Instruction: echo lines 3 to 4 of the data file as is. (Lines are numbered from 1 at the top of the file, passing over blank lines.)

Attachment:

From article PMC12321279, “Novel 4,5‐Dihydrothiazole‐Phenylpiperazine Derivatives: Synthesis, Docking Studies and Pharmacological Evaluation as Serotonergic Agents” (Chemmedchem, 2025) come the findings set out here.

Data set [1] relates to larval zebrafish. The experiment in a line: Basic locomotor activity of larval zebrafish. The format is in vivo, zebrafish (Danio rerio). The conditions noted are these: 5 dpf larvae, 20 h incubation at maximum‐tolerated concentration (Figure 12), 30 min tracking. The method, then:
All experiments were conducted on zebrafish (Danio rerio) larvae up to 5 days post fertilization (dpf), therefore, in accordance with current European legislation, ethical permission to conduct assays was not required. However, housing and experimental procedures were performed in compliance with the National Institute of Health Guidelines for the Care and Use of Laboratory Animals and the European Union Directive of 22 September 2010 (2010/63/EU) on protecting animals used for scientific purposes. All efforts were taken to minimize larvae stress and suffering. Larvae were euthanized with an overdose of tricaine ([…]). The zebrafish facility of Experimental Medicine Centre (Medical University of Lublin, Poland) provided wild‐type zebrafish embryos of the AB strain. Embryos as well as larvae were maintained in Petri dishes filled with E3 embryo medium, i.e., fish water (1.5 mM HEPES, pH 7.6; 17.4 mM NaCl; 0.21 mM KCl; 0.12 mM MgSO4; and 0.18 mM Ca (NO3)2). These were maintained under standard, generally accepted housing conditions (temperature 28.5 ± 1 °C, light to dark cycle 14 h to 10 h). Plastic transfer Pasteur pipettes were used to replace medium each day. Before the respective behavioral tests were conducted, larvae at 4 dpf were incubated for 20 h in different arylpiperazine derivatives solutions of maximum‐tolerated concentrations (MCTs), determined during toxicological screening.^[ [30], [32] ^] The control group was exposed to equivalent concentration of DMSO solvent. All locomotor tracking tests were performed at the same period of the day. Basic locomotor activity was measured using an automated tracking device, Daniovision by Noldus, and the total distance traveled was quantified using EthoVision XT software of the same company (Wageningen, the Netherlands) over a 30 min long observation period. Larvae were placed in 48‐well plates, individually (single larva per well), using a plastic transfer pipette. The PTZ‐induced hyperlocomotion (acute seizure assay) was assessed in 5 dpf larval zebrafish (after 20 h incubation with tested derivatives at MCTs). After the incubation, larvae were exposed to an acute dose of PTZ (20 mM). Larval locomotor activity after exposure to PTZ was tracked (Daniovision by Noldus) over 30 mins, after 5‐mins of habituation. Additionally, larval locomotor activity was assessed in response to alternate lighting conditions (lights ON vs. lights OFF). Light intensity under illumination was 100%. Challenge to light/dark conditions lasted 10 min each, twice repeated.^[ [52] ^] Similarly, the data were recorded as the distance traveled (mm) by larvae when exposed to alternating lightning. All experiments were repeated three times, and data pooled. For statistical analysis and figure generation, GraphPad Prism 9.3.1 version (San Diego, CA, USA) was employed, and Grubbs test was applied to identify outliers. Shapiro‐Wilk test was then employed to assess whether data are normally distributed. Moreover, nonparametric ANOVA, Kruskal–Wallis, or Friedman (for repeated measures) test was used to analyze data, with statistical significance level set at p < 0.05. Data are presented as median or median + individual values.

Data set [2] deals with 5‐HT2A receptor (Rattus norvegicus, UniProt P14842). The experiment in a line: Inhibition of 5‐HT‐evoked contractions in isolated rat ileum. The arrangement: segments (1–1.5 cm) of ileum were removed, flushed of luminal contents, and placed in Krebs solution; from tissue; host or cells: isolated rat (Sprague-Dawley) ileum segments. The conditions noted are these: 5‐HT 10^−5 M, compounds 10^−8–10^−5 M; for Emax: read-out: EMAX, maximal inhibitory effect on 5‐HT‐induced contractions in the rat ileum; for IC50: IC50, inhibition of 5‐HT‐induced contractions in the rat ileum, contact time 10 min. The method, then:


All experiments were conducted on zebrafish (Danio rerio) larvae up to 5 days post fertilization (dpf), therefore, in accordance with current European legislation, ethical permission to conduct assays was not required. However, housing and experimental procedures were performed in compliance with the National Institute of Health Guidelines for the Care and Use of Laboratory Animals and the European Union Directive of 22 September 2010 (2010/63/EU) on protecting animals used for scientific purposes. All efforts were taken to minimize larvae stress and suffering. Larvae were euthanized with an overdose of tricaine ([…]). The zebrafish facility of Experimental Medicine Centre (Medical University of Lublin, Poland) provided wild‐type zebrafish embryos of the AB strain. Embryos as well as larvae were maintained in Petri dishes filled with E3 embryo medium, i.e., fish water (1.5 mM HEPES, pH 7.6; 17.4 mM NaCl; 0.21 mM KCl; 0.12 mM MgSO4; and 0.18 mM Ca (NO3)2). These were maintained under standard, generally accepted housing conditions (temperature 28.5 ± 1 °C, light to dark cycle 14 h to 10 h). Plastic transfer Pasteur pipettes were used to replace medium each day. Before the respective behavioral tests were conducted, larvae at 4 dpf were incubated for 20 h in different arylpiperazine derivatives solutions of maximum‐tolerated concentrations (MCTs), determined during toxicological screening.^[ [30], [32] ^] The control group was exposed to equivalent concentration of DMSO solvent. All locomotor tracking tests were performed at the same period of the day. Basic locomotor activity was measured using an automated tracking device, Daniovision by Noldus, and the total distance traveled was quantified using EthoVision XT software of the same company (Wageningen, the Netherlands) over a 30 min long observation period. Larvae were placed in 48‐well plates, individually (single larva per well), using a plastic transfer pipette. The PTZ‐induced hyperlocomotion (acute seizure assay) was assessed in 5 dpf larval zebrafish (after 20 h incubation with tested derivatives at MCTs). After the incubation, larvae were exposed to an acute dose of PTZ (20 mM). Larval locomotor activity after exposure to PTZ was tracked (Daniovision by Noldus) over 30 mins, after 5‐mins of habituation. Additionally, larval locomotor activity was assessed in response to alternate lighting conditions (lights ON vs. lights OFF). Light intensity under illumination was 100%. Challenge to light/dark conditions lasted 10 min each, twice repeated.^[ [52] ^] Similarly, the data were recorded as the distance traveled (mm) by larvae when exposed to alternating lightning. All experiments were repeated three times, and data pooled. For statistical analysis and figure generation, GraphPad Prism 9.3.1 version (San Diego, CA, USA) was employed, and Grubbs test was applied to identify outliers. Shapiro‐Wilk test was then employed to assess whether data are normally distributed. Moreover, nonparametric ANOVA, Kruskal–Wallis, or Friedman (for repeated measures) test was used to analyze data, with statistical significance level set at p < 0.05. Data are presented as median or median + individual values.

Data set [2] deals with 5‐HT2A receptor (Rattus norvegicus, UniProt P14842). The experiment in a line: Inhibition of 5‐HT‐evoked contractions in isolated rat ileum. The arrangement: segments (1–1.5 cm) of ileum were removed, flushed of luminal contents, and placed in Krebs solution; from tissue; host or cells: isolated rat (Sprague-Dawley) ileum segments. The conditions noted are these: 5‐HT 10^−5 M, compounds 10^−8–10^−5 M; for Emax: read-out: EMAX, maximal inhibitory effect on 5‐HT‐induced contractions in the rat ileum; for IC50: IC50, inhibition of 5‐HT‐induced contractions in the rat ileum, contact time 10 min. The method, then: